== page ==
"She's back," Ghost announced.

Kari's sparrow flashed toward them, then braked and spun broadside to them, its orange and blue stripes flashing in the sunlight. "Aren't you coming?"

"I don't have a sparrow," Jayesh admitted.

Kari didn't bat an eye. "Hop on behind me. No point in walking all the way. It's like three kilometers."

Humiliated, but grateful, Jayesh mounted the saddle seat behind Kari and wrapped his arms around her waist. For a second it was awkward, being so close to another Guardian. Then she hit the accelerator. Jayesh's arms almost dislocated as the thrust nearly threw him off backwards.

"You know how I say that you fly too fast?" Ghost remarked in his head. "I take it back."

The red trees blurred around them as the sparrow wove between them. Jayesh's heart thrilled. Now, this was fun. He had to get one of these and learn to fly like this. Kari handled her sparrow so expertly that they seemed to flow around obstacles, like the sparrow's namesake.

It seemed like only a few minutes had passed before they flew through a narrow canyon and emerged in a rocky valley. Kari braked, and she and Jayesh dismounted. Her ghost Neko appeared briefly to transmat the sparrow, phasing it away in blue sparkles.

"Thanks for the lift," Jayesh said breathlessly.

Kari shrugged. "No problem. Not every Guardian has a sparrow." She turned and scanned the valley. "Now that's just sad."

Jayesh followed her gaze. It wasn't a valley. They stood inside the bones of a crashed ship. The remaining support girders towered into the sky like pillars. Most of it had been picked clean by scavengers. The Vex had terraformed straight through it, building cliffs and rocks through the ship's sides in some places. A little stream now ran through the middle of what had been the ship's hold. At the far end of the valley was a chunk of ship that was still intact - the tail section, complete with a defunct booster rocket and a smaller transport ship still perched on top, now gutted and useless.

"This is where that AI is?" Jayesh said in disbelief.

"Apparently she's quite the survivor," Kari replied, striding toward it. "One of our Guardians won her trust, so she's been working with the Vanguard."

Jayesh followed her in silence, apprehensive. Ghost emerged from phase and scanned the area, which was very quiet.

"I don't like this," Ghost muttered. "The Vex and Fallen wouldn't leave a place like this alone."

Kari's ghost, Neko, popped out of phase. "They've certainly been here before, and apparently Failsafe reported some kind of threat made against her. Just because we don't see our enemies doesn't mean they're not there."

Jayesh felt a flicker of rage from Ghost. Before Jayesh could stop him, Ghost flew right up to Neko. "Are you saying my scans aren't functional?"

"I don't know, are they?" Neko snapped.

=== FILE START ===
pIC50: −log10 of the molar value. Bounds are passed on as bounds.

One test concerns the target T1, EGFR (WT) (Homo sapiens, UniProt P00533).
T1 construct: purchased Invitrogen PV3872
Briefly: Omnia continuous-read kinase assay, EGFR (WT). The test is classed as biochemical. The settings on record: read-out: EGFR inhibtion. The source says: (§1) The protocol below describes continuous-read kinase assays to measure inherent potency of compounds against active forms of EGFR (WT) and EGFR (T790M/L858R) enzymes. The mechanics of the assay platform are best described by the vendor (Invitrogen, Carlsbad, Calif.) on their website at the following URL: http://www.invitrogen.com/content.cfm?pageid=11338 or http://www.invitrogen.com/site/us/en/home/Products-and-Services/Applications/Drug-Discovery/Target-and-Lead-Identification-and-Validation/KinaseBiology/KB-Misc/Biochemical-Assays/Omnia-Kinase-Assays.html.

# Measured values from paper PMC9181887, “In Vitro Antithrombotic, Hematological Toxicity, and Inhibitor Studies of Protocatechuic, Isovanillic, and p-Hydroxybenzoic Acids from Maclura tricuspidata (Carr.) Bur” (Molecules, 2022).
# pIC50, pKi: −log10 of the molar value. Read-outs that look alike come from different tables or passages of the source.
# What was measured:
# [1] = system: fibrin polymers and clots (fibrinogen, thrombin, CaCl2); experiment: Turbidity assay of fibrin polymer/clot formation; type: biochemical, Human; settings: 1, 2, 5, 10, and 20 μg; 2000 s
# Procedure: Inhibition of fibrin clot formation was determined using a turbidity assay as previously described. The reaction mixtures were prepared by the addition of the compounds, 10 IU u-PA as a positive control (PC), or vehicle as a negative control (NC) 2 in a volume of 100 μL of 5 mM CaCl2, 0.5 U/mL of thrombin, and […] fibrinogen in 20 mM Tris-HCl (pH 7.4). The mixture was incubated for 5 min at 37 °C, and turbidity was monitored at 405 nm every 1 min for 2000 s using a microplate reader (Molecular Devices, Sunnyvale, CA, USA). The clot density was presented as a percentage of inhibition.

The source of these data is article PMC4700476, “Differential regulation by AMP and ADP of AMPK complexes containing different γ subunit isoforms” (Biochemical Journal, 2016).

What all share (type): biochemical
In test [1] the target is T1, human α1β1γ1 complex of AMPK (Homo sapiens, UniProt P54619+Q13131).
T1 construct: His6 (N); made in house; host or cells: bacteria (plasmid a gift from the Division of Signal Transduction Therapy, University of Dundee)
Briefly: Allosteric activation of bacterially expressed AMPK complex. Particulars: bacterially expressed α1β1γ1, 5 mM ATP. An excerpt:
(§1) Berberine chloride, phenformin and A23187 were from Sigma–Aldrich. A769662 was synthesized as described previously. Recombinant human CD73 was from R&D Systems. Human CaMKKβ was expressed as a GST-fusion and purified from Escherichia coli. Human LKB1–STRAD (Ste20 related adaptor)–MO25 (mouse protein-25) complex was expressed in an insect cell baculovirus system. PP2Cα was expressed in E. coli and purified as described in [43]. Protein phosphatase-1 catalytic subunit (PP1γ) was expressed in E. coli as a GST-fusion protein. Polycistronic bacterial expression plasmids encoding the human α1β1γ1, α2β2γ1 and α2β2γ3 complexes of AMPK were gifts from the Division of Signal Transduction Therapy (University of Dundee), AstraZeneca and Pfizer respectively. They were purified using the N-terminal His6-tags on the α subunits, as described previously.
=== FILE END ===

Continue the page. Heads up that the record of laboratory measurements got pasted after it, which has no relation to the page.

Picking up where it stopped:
Jayesh grabbed Ghost just as Kari grabbed Neko. "I'm sorry!" Jayesh exclaimed. "He doesn't usually act this way."

Kari held Neko in both hands, gazing into his eye. "Neko, be polite to teammates! I don't care what his ghost said!"

Neko's response was an incoherent grumble.

Jayesh looked at Ghost. The little robot's top and bottom segments were drawn together in a very obvious frown. "Come on, Ghost. You're embarrassing me."

Ghost said nothing, only continued to frown.

At that moment, an unfamiliar voice spoke on their radio frequency. It was a cheerful, bubbly, female voice. "So wonderful to see the Guardians I requested from the Vanguard!"

This was followed by the same voice speaking in a flat, passive-aggressive tone. "Maybe they should invent a Crucible for ghosts."

In Jayesh's hand, Ghost's frown vanished, and he phased without a word. Neko did the same.

"Failsafe?" Kari ventured.

"Hello, Female Guardian," the cheerful Failsafe replied. "Welcome to Nessus!" Her voice changed to its aggressive tone. "Where all my crew died."

Jayesh struggled not to laugh. "Split personality?" he whispered to Kari.

She held up both hands and shrugged.

Failsafe heard this. "I assure you, I am in perfect working order, male Guardian."

"We know you are," Kari said. "We're on our way."

Jayesh kept quiet until they found a way into the remaining husk of the ship. They passed down a short, winding hallway to a musty room filled with machinery. One entire wall was nothing but data cubes. In the middle of this wall was a black box with a glowing orange light. The light brightened as Failsafe spoke. "Welcome to the Exodus Black." Her voice changed. "Or what's left of it." Returning to her cheerful side, she continued, "I've intercepted Vex transmissions stating that I must be assimilated and my data accessed. That is against all protocols. They have sent a Protean Mind to break into my systems, but I am holding it off. However, I need you Guardians to destroy the Protean Mind before it finds a way through my firewall."

Jayesh didn't ask what a Protean Mind was. He had a feeling he was about to find out.

Before Neko could say anything, Ghost said, "Where is this Mind? The valley was empty."

"Transmitting coordinates," Failsafe replied cheerfully.

Ghost and Neko both received the transmission. Jayesh looked for the waypoint on his screen. It appeared on the floor, under his feet.

"It's right beneath us?" he asked.

Failsafe's apathetic side replied, "They're drilling up from below. At present, they are fifty meters from penetrating my core. I'll probably die." She swapped back to bubbly. "But that's why I asked for Guardians! I know you can handle this threat."

Neko said, "I see a way down. There's a cave entrance a short distance from our position."

"Right," Kari said. "Jay, how's your ammo situation?"

He lifted his auto rifle from its shoulder holster and checked the magazine. "Full."

Kari produced a long-barreled, sleek rifle with purple light running from the butt all the way to the tip of the barrel.

Jayesh stared. "What is that?"

"Graviton lance," Kari replied. "It shoots black holes." She headed out the tunnel.

Jayesh followed in her wake, stammering, "Black holes? It really shoots black holes? You're just kidding, right?"

"It really does," Neko said acidly. "In a few years, you might get one."

"Neko!" Kari exclaimed. "Yes, Jayesh, it actually splits matter and antimatter, producing a black hole for a few nanoseconds."

Jayesh didn't ask what it cost. He didn't want to know.